Suffredin, who took over from Tendam earlier this month, said he also wants to make downtown Evanston attractive to residents of his ward.
“(There need to be) reasons for people to go downtown,” Suffredin said. “Getting people to go downtown isn’t a geographic eventuality in the 6th Ward. … We need to foster an environment downtown where people are encouraged to spend time (and explore).”
Toni and Dana Dogterom, who moved to the ward in 1986, said they came to Evanston from Chicago in search of a unique neighborhood with good schools and nearby amenities.
They said they appreciate being able to walk to places like the grocery store and bank, but often go outside the city for other shopping — simply because the stores are closer than similar ones in downtown Evanston. Toni Dogterom said she and her husband do go downtown and have appreciated its expansion in recent years, but most of the time it’s just too far.
“We probably go to (Westfield Old Orchard) — sometimes even Wilmette, just because we live this far — more than we do downtown Evanston,” she said.
Serving the community
The 6th Ward has a nostalgic feeling to it, Tendam said, with vintage buildings and a shopping district filled with local businesses that have been in the ward for decades. Residents support small businesses through “shop local” initiatives and fundraising, Tendam said.
The Central Street Neighbors Association, a group that represents Evanston residents who live in proximity to Central Street, has partnered with the local business owners in their annual fundraising initiatives.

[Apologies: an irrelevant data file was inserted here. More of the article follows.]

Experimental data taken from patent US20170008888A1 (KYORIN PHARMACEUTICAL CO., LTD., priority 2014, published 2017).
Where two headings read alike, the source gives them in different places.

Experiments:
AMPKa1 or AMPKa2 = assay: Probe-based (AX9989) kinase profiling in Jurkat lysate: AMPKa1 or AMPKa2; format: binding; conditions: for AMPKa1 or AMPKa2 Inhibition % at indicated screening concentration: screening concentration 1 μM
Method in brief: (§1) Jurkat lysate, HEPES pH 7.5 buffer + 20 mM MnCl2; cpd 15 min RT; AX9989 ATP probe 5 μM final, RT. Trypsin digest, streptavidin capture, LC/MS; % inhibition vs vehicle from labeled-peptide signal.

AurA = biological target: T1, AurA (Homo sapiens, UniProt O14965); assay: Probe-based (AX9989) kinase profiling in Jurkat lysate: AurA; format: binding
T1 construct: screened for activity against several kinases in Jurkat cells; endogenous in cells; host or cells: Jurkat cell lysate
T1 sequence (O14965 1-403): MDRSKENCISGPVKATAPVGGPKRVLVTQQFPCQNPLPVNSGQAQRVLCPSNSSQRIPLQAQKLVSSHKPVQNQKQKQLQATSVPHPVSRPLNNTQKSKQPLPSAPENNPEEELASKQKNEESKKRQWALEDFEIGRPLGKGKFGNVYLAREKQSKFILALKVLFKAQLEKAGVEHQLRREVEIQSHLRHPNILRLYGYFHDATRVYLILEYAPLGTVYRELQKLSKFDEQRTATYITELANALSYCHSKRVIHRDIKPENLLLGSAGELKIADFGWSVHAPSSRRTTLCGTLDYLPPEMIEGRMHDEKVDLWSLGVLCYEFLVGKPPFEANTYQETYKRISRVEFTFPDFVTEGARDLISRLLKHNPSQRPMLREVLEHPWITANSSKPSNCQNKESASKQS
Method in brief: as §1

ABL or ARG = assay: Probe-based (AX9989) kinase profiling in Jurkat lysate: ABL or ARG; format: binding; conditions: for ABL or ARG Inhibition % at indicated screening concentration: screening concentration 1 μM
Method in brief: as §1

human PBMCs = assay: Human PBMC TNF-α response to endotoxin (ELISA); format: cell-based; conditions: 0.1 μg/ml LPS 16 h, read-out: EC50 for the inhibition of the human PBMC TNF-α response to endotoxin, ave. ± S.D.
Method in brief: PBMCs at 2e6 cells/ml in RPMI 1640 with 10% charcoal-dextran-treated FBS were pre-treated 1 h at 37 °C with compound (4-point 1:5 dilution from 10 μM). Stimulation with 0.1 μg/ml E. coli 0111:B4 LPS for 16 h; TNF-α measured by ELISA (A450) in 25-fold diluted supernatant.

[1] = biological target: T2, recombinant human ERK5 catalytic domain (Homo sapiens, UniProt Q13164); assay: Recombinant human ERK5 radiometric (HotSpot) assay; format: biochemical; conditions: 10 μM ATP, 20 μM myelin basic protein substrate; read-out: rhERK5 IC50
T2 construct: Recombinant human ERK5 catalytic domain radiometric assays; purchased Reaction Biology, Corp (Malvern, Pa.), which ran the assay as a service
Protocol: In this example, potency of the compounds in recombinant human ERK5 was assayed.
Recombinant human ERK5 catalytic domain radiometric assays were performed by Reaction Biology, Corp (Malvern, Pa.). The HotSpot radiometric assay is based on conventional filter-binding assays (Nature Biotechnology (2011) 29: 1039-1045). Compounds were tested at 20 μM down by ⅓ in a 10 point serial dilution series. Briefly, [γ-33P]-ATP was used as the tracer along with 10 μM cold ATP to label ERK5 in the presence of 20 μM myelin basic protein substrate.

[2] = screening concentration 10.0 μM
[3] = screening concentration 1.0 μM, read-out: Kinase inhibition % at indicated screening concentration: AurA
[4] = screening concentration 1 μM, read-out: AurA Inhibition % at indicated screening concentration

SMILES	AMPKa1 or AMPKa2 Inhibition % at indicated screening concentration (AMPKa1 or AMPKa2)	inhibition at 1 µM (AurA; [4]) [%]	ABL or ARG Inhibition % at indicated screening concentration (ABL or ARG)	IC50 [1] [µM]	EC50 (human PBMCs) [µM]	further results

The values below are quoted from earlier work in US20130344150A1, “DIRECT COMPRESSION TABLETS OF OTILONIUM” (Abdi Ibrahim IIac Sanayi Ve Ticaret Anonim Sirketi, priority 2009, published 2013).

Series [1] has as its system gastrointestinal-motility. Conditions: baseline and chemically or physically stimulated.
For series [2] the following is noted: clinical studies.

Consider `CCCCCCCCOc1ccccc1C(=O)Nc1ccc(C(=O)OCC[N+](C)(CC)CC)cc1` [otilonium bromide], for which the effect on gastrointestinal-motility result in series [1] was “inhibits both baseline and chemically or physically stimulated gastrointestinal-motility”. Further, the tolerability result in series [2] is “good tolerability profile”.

Board member Jeff Smith (Weinberg ’77), who ran for mayor this past cycle, said the association has always encouraged residents to support the businesses, which he said are an asset to the city.
“The many independent, local businesses are part of what gives Central Street its special flavor,” Smith said.
Harolds True Value Hardware, 2912 Central St., is a staple of the ward, Suffredin said. The store has been family-owned for three generations and opened up its Central Street location in 1953.
Susan Cawley — daughter of store owner Daniel Cawley — said her family has run the store since 1959. She began helping out at 8 years old and now works full time with her father, brother and sister. One day, she said, she hopes to pass the store on to her nephew.
Although the store is a member of the True Value hardware cooperative, it remains independently owned and operated. Cawley said people in the ward tend to be supporters of small businesses like hers, as opposed to big box stores.
Cawley said she spent so much time in Harolds as a child, it felt like she grew up in the store itself. Over the years, Cawley said she has seen families grow and expand in the neighborhood, with new generations choosing to return after college.